The answering machine in Clarence Clemons' office concludes with Clemons' warm voice asking the caller to "have a joy filled day" — with emphasis on the "j-o-y filled."

From the stirring conclusion of 1975's "Thunder Road" to the elegant work on 1995's "Secret Garden," it's Clemons who has brought joy to millions with his stellar saxophone playing and renowned work with Bruce Springsteen.

Later, when Clemons returns the call, his voice doesn't boom nearly as loud as his sax. His answers to questions are short and come quickly, without hesitation. Calling from San Francisco, the soft-spoken former E Streeter is cordial, relaxed, and looking forward to returning East for a short string of club dates with one of his favorite acts, Steve Smith & The Nakeds.

"I come back every once in a while and go out and have fun," says Clemons, affectionately known as "The Big Man" in rock's circles. "This is really a fun band to play with — I look forward to getting back and doing it ... These guys are really great musicians."

Steve Smith & The Nakeds, a 10-piece rhythm and blues band, has been together for more than 20 years. Rhode Island-based, the band consists of vocalist Steve Smith as well as a four-piece rhythm section and a five-piece horn section.

Clemons first encountered the band at a benefit in Washington, D.C. eight years ago. On stage, he says the show will feature a mix of rock classics and favorites, as well as some of his vast solo material. (Clemons has released five solo albums, most recently, "Peace Maker," an instrumental collection featuring saxophone and African drum sounds.)

Clemons says he simply turns to life's experiences when seeking inspiration for songwriting. That, he says, could mean personal, or observational.

"I collaborate with other people when I find it necessary," he says. "You get inspired and you just go ahead and go for it. The thing is, you've got to get the inspiration ... once I'm inspired, the rest of it comes pretty easy."

Clemons is reminded that despite his and the saxophone's seeming popularity in rock music, it's still not an instrument common to Top-40 hits.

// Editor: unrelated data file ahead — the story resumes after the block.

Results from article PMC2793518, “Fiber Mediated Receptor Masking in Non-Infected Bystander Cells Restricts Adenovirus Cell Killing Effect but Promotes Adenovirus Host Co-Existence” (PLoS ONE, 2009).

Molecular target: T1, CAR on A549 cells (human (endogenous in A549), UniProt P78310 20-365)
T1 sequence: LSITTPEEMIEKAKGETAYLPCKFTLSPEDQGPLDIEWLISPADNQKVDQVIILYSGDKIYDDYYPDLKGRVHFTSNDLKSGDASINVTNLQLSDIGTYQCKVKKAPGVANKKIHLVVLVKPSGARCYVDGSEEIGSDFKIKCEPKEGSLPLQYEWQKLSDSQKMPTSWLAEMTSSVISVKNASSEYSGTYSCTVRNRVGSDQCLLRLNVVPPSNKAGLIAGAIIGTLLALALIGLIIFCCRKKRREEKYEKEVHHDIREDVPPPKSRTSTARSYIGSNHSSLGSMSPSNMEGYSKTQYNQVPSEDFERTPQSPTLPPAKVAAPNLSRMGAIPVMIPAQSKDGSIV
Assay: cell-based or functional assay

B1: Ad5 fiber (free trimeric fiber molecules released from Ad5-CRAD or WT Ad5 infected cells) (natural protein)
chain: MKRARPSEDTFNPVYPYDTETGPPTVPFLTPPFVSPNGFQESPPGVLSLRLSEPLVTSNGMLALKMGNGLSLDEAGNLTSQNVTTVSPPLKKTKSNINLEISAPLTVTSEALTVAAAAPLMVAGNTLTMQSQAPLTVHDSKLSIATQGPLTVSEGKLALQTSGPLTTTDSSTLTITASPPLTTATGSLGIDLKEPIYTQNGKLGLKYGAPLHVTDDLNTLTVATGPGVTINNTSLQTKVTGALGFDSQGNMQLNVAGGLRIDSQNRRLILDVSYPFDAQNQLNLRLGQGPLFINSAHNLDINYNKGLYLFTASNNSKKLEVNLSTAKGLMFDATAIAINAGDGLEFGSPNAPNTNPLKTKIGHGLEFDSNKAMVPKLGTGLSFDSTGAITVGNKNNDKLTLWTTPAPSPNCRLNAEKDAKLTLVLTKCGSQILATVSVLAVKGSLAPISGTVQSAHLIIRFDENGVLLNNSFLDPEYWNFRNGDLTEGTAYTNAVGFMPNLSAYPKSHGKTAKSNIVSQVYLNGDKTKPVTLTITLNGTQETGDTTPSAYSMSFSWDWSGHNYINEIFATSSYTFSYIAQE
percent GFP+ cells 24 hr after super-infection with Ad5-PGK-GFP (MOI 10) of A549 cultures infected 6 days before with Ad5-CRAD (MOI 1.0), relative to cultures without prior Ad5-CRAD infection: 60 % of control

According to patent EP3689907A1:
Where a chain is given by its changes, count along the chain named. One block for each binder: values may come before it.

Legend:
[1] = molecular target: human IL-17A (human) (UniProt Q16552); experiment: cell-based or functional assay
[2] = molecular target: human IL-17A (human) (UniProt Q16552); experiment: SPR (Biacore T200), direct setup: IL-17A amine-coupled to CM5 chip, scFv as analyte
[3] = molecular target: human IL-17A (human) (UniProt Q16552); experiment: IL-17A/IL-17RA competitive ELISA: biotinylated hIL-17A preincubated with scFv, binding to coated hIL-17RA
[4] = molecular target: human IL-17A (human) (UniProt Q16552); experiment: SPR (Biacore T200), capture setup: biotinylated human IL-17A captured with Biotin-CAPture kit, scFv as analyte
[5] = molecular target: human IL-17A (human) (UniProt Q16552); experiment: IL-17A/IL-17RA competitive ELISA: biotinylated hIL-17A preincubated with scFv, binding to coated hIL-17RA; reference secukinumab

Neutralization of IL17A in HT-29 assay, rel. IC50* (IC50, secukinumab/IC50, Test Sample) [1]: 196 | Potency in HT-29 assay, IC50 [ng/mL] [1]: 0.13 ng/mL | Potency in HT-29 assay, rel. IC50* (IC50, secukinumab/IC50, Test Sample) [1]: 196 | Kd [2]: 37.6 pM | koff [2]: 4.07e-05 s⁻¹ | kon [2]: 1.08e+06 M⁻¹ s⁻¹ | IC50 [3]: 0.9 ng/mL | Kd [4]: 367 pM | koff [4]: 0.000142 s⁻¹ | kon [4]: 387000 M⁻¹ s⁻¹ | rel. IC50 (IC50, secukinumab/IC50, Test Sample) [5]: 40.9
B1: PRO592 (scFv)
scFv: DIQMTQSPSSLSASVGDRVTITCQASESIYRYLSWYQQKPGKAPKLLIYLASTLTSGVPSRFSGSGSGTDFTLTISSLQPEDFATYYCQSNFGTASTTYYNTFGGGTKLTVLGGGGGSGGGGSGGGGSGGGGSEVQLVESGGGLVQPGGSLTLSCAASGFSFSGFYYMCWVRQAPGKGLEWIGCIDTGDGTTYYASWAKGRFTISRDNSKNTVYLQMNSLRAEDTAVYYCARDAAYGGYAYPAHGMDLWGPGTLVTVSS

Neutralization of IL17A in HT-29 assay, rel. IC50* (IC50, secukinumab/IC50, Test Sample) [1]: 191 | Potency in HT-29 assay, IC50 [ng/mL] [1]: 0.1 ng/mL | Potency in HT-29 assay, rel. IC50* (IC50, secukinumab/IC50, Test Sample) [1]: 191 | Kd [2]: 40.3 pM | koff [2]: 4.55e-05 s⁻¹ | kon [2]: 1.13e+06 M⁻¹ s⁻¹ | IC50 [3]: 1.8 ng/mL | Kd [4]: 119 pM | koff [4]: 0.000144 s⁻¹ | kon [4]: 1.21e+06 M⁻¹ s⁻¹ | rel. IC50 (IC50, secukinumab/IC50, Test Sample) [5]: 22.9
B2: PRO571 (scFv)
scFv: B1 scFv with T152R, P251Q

"I'm glad," he says with a chuckle. "It's a special kind of sound that only fits in special places. It's refreshing when you hear it."

After working rather consistently with Bruce Springsteen from 1971-1989, Clemons hasn't spent much time in recent years with the famous singer/songwriter. Springsteen opted not to work with the E Street Band for 1992's "Human Touch" and "Lucky Town" albums, or for 1995's folk-inspired "The Ghost of Tom Joad." Still, there was a brief reunion in 1994 for the recording of some new tracks for Springsteen's "Greatest Hits" package.

"It was like going home," recalls Clemons. "It felt very natural and it felt very good — it was a good time."

The recordings also fueled rumors of an impending full-blown E Street reunion album and tour.

"Everybody was hoping for that, I guess," he says. "I was hoping so — but who knows? I'll just wait and see like everybody else. But I'll continue to do what I do, and do my own work and my own music. If it happens, it happens. If it doesn't — it was great."

It's an E Street show that Clemons points to as the highlight of his career — a concert in East Berlin on the group's "Tunnel of Love" tour. Performing behind the Iron Curtain, says Clemons, proved unforgettable.

"It was just taboo," he says, "The mystique of playing in a communist country and playing 'Born In the U.S.A.' — that kind of added to the intensity."

Clemons says those attending his shows with Steve Smith & The Nakeds are also in for a memorable experience — and a big horn sound.

"They're going to have a good time," he says. "It's going to be like the old days. That's my word — the old days are back."